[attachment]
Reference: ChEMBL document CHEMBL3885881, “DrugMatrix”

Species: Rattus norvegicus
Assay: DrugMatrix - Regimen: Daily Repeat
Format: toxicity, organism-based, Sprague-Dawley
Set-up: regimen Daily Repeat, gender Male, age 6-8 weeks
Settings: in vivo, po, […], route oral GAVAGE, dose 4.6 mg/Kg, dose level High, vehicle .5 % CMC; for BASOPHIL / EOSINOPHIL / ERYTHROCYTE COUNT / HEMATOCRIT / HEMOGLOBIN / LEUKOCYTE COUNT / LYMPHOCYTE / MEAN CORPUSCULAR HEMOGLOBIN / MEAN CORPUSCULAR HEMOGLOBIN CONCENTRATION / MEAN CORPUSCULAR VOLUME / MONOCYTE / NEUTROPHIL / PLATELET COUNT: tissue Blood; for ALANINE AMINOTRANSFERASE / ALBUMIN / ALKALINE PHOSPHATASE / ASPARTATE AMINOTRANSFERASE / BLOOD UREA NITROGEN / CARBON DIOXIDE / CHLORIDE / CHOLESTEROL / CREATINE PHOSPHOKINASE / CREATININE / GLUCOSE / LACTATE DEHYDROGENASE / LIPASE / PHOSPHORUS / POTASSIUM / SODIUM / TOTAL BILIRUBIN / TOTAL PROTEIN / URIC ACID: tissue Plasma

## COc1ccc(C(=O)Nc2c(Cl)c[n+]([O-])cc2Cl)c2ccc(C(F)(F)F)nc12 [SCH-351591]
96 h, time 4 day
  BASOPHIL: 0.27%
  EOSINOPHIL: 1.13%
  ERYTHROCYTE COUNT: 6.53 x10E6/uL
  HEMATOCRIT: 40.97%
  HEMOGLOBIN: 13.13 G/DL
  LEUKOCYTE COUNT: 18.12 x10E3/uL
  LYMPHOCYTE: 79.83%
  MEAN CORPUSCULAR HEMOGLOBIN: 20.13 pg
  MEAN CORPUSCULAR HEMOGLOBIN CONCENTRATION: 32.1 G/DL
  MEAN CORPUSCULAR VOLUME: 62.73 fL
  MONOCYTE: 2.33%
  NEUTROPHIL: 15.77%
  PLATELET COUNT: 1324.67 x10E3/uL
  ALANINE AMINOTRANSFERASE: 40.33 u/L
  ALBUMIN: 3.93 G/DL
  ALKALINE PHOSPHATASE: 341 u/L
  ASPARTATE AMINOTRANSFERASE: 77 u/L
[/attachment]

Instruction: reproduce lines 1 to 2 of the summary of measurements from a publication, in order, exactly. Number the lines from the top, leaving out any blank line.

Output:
Reference: ChEMBL document CHEMBL3885881, “DrugMatrix”

Species: Rattus norvegicus